Education officials make effort to reduce school absenteeism

Article Tools
  • PrintPrinter-Friendly
  • EmailEmail Article
  • ReprintReprints
  • CommentsComments

PORTLAND, Ore. (AP) — Oregon education officials are launching a campaign to reduce school absenteeism, which is considered a significant reason for the state's low graduation rate and unimpressive standardized test results.

Carla Wade of the Oregon Department of Education told Oregon Public Broadcasting that the "Every Day Matters" campaign will help schools work with families to get kids to class.

Obstacles for students include "economic barriers, health including mental health or disability issues, transportation problems — streets that don't have proper crosswalks or sidewalks, or infrequent bus service," Wade said.

The Education Department is paying to help half the state's school districts with the biggest absenteeism problems. Money goes for education specialists to help schools diagnose what's causing absenteeism.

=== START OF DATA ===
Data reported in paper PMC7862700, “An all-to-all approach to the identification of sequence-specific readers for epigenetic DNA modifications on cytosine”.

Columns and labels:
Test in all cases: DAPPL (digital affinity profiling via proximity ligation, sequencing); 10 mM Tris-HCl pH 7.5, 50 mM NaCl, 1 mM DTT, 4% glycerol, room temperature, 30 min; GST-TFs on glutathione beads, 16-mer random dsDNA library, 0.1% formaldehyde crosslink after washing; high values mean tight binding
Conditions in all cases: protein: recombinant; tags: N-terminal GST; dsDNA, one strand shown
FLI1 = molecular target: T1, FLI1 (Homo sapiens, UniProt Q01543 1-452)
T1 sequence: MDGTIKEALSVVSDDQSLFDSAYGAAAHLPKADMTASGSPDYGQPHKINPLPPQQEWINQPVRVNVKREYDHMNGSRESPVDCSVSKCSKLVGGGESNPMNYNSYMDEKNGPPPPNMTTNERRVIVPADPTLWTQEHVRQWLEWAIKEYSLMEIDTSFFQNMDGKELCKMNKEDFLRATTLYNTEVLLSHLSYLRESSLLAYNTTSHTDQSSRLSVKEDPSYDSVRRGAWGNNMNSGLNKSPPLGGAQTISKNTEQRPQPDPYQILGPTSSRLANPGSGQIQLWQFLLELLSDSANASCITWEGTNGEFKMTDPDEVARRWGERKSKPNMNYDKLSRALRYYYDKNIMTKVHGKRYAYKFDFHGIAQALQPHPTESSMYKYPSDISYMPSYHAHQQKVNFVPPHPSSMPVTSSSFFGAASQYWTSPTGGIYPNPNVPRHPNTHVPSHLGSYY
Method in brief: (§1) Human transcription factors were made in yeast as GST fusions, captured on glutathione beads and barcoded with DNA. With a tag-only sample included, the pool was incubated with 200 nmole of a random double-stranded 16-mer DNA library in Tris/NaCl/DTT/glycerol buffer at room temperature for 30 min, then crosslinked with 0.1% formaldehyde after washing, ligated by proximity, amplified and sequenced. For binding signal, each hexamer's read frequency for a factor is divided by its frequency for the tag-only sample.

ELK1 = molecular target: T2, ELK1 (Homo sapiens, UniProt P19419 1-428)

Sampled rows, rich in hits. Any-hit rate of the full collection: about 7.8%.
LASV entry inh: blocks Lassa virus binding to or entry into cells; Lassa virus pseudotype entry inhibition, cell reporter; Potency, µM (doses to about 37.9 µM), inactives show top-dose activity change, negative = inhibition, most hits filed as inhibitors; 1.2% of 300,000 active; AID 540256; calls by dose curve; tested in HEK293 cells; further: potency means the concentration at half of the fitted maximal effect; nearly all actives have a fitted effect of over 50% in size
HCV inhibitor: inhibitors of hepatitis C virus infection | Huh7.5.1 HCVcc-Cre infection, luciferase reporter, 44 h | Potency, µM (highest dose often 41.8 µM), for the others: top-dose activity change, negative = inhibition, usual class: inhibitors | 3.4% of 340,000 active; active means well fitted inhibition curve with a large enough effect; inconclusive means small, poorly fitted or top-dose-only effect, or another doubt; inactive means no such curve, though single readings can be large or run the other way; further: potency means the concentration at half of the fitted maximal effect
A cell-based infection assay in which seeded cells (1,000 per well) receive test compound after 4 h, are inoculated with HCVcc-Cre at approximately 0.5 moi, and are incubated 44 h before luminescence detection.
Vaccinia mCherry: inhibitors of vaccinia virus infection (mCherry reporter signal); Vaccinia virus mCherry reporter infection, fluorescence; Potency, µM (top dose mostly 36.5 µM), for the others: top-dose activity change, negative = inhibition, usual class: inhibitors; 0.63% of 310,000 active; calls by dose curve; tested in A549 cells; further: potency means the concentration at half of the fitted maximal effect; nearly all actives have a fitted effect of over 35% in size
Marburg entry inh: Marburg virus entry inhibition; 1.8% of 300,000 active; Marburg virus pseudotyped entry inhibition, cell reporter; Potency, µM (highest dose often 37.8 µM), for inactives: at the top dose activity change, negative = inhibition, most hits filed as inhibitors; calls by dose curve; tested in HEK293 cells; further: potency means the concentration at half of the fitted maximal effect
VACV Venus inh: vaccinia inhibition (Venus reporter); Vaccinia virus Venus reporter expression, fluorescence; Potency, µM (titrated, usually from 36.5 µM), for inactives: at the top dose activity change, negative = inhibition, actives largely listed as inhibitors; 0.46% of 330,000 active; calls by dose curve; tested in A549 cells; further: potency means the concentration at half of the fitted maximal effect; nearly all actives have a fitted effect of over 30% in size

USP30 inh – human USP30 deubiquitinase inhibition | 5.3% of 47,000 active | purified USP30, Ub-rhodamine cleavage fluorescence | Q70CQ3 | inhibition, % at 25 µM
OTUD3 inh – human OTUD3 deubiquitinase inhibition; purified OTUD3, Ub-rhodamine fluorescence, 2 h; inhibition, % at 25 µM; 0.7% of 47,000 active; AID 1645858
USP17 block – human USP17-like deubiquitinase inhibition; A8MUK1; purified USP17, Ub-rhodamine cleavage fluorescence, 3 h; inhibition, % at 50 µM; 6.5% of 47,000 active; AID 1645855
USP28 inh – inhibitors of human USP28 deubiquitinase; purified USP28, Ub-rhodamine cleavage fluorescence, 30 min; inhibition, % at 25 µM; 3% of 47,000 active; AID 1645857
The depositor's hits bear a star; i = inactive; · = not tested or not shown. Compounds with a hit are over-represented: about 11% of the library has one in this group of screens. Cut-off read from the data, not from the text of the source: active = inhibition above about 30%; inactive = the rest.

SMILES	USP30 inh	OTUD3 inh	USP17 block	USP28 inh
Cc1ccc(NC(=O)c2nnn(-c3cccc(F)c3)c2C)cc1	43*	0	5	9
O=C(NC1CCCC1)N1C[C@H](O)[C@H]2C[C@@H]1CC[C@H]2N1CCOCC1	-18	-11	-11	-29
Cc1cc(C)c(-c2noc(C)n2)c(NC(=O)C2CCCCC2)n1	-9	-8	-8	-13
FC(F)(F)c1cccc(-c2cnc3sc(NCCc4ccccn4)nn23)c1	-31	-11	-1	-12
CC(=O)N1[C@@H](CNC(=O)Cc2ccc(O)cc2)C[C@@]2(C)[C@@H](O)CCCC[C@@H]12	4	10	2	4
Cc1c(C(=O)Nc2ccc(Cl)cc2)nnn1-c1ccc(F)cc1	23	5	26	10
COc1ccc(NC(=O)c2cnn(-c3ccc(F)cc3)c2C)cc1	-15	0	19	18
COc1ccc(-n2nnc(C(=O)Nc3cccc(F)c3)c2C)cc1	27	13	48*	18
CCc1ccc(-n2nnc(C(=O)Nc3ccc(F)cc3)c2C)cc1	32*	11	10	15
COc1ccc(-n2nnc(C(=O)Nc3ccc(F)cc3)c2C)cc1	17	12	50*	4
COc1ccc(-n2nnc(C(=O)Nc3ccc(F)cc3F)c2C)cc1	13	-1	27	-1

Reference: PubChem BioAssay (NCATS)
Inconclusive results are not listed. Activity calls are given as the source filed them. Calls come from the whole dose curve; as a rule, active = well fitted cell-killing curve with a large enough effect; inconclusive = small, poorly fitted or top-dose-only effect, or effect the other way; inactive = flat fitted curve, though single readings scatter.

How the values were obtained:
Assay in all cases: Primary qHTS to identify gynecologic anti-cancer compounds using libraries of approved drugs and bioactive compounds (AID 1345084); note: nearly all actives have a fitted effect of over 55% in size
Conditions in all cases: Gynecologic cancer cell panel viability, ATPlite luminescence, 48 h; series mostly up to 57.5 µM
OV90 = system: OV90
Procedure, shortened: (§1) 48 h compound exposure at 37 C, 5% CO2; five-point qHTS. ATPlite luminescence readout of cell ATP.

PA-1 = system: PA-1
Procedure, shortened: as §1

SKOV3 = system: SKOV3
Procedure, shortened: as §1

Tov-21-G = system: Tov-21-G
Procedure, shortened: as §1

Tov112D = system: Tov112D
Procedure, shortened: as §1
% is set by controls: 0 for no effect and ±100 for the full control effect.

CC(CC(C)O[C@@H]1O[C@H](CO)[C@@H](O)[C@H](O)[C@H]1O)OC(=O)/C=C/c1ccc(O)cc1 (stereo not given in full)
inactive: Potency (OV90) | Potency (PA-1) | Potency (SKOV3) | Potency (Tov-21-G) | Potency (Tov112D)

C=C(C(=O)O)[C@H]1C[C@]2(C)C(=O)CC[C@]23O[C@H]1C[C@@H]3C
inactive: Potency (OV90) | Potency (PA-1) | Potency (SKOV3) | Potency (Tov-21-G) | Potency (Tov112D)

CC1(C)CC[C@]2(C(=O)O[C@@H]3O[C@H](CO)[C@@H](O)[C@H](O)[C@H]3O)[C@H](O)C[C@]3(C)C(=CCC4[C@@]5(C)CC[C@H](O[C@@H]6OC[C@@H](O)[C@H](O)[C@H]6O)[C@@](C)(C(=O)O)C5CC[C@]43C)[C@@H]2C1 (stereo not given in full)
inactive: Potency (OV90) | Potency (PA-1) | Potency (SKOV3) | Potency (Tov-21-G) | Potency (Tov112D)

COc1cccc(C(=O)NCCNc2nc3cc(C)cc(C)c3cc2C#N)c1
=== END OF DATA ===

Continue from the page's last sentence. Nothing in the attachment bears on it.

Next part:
Additional obstacles, Wade said, can include cultural differences — school schedules might not correspond with important ceremonies or events — and bullying.

Money also will go toward coming up with regional strategies and funding professional development for teachers.

Wade said the Myrtle Point School District is an example of a district that has reduced absenteeism. She said teachers and other school employees have worked to build a more welcoming culture.

In Oakridge, she said, incentives such as attendance certificates have helped cut absenteeism.

Web Only

Notice: We recently upgraded our comments. (Learn more here.) If you are logged in as a subscriber or registered user and already have a Display Name on, you can post comments. If you do not already have a Display Name, please create one here.
Ground Rules for Posting
We encourage lively debate, but please be respectful of others. Profanity and personal attacks are prohibited. By commenting, you are agreeing to abide by our user agreement.
All comments are public.

Back to Top Back to Top

Most Popular Stories